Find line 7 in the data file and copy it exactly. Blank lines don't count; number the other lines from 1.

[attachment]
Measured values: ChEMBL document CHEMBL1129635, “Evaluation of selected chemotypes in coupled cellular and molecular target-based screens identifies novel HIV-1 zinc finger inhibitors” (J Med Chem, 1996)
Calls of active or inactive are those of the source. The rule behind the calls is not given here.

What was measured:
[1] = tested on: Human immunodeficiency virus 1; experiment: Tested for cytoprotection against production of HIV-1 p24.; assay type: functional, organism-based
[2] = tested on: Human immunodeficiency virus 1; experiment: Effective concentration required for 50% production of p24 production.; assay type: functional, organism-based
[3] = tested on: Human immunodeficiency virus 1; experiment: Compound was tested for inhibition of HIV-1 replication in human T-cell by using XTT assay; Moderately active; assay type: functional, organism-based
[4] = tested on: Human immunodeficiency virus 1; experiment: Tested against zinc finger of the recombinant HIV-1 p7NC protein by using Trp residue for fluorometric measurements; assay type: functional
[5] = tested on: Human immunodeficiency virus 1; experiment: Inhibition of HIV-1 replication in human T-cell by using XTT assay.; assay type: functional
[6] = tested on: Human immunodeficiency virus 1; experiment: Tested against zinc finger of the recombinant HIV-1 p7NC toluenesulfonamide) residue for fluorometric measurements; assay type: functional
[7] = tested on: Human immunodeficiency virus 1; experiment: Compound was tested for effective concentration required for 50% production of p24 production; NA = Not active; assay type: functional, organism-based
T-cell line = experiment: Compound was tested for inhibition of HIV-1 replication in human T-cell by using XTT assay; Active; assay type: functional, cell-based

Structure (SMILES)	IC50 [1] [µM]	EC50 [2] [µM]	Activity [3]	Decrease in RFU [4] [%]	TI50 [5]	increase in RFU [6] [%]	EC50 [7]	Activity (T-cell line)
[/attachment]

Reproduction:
[4] = tested on: Human immunodeficiency virus 1; experiment: Tested against zinc finger of the recombinant HIV-1 p7NC protein by using Trp residue for fluorometric measurements; assay type: functional